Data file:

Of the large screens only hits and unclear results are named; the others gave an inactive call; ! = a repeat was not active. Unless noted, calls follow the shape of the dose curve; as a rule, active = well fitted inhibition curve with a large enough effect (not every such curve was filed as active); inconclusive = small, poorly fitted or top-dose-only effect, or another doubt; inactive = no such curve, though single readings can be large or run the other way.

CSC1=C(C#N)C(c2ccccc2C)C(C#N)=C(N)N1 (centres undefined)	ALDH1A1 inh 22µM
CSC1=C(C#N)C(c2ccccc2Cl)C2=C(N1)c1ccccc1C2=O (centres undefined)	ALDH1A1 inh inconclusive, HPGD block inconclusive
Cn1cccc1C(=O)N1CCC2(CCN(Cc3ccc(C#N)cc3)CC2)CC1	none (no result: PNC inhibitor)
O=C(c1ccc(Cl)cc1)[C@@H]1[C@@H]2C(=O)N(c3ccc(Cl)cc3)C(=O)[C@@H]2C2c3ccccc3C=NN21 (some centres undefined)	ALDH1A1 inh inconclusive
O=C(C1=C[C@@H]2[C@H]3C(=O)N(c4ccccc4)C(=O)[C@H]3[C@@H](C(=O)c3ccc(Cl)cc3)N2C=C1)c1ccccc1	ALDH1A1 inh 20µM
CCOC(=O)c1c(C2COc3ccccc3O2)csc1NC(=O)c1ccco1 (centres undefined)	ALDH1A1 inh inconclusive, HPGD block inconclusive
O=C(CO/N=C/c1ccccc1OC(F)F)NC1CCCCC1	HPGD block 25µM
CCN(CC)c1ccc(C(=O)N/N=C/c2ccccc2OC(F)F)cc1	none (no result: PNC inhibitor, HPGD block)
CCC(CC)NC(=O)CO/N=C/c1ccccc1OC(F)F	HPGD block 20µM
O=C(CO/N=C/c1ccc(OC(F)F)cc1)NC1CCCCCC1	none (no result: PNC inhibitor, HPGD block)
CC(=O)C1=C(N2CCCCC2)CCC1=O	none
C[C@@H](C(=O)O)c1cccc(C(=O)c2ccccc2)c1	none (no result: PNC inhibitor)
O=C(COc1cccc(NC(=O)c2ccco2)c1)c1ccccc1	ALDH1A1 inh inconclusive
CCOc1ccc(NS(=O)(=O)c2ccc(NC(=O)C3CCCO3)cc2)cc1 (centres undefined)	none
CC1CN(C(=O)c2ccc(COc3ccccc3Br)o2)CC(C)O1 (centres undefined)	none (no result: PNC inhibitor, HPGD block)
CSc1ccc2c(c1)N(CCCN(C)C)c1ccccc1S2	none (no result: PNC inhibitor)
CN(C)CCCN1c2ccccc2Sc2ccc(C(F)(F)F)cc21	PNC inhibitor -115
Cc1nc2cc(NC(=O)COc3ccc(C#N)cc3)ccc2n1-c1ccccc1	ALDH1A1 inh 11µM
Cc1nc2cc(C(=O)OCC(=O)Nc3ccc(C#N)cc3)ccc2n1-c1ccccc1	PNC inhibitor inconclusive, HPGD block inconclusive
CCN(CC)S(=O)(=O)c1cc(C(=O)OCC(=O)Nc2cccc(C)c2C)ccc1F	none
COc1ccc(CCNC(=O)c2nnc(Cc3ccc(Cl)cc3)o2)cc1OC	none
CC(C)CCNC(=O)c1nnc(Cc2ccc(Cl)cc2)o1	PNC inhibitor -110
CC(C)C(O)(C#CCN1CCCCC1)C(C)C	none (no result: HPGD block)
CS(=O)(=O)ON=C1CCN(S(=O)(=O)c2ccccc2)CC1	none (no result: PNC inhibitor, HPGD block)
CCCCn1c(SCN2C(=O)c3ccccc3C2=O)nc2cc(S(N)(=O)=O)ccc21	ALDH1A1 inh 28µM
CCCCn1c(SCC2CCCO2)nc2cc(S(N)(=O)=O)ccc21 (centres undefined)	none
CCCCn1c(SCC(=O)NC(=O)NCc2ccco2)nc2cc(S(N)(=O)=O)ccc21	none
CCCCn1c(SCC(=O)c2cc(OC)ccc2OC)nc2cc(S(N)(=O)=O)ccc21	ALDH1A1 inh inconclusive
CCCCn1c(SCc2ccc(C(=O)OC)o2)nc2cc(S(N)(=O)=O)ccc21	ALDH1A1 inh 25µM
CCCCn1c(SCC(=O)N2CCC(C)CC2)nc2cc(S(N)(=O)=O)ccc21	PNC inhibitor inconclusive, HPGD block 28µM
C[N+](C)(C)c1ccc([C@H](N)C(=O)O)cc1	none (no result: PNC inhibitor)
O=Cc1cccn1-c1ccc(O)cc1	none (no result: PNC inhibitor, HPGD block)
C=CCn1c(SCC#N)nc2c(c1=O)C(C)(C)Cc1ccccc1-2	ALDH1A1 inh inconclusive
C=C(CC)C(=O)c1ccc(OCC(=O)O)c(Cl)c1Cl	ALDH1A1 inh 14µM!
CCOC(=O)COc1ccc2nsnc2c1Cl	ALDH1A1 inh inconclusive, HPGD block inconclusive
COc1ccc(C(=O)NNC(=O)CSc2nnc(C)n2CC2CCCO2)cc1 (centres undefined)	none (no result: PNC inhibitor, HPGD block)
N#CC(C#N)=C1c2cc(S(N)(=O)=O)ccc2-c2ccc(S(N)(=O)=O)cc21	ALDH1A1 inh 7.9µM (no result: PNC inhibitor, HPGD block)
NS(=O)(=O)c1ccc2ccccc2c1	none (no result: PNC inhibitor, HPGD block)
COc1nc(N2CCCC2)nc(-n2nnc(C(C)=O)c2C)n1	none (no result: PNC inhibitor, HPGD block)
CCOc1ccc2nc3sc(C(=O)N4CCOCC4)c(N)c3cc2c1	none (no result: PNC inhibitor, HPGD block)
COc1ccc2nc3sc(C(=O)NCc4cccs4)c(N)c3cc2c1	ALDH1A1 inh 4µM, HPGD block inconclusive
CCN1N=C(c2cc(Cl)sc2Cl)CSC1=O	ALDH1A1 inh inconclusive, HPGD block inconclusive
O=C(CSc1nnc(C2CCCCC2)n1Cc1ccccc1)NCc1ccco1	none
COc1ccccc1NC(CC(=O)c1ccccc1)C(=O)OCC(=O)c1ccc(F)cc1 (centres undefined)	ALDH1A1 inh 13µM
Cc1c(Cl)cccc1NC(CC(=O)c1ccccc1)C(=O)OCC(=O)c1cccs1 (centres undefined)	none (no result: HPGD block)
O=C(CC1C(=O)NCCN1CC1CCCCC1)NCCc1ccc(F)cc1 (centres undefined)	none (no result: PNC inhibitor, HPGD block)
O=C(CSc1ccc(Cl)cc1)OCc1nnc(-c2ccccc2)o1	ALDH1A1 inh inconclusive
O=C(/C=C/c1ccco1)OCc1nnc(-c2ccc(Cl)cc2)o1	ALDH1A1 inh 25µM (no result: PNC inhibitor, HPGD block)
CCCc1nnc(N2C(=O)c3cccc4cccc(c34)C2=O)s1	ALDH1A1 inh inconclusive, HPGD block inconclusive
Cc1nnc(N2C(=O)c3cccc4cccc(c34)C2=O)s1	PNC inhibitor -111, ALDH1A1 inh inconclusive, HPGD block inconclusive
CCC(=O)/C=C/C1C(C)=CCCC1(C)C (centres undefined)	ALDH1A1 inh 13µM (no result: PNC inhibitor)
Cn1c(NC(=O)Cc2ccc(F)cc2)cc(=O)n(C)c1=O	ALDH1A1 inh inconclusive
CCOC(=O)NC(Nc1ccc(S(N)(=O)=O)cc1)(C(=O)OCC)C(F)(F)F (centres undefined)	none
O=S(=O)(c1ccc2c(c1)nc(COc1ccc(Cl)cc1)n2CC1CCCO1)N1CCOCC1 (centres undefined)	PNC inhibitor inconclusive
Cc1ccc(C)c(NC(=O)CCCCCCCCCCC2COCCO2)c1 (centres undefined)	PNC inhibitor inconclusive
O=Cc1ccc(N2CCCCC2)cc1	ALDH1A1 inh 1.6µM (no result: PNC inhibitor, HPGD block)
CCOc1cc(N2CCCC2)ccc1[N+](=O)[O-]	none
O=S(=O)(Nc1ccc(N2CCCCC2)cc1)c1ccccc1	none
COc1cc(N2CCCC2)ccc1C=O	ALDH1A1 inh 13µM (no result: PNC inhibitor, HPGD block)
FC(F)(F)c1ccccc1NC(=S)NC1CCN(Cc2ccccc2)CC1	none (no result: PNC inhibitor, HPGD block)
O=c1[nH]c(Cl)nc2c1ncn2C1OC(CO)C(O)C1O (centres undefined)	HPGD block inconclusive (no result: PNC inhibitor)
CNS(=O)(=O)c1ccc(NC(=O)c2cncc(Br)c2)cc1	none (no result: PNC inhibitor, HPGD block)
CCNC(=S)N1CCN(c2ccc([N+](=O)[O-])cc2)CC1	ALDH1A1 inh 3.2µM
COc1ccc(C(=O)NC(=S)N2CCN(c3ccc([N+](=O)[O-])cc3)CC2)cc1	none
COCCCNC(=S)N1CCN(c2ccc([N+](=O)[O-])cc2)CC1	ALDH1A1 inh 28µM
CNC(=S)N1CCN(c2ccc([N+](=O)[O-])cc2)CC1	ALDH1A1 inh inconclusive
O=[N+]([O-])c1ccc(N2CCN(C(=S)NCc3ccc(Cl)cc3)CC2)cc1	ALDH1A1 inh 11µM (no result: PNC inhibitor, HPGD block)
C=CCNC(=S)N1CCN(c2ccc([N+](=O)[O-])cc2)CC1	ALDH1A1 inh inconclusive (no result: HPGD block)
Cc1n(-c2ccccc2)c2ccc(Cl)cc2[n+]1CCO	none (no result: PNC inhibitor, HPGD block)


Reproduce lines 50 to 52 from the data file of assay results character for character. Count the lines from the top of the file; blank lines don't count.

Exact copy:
CCCc1nnc(N2C(=O)c3cccc4cccc(c34)C2=O)s1	ALDH1A1 inh inconclusive, HPGD block inconclusive
Cc1nnc(N2C(=O)c3cccc4cccc(c34)C2=O)s1	PNC inhibitor -111, ALDH1A1 inh inconclusive, HPGD block inconclusive
CCC(=O)/C=C/C1C(C)=CCCC1(C)C (centres undefined)	ALDH1A1 inh 13µM (no result: PNC inhibitor)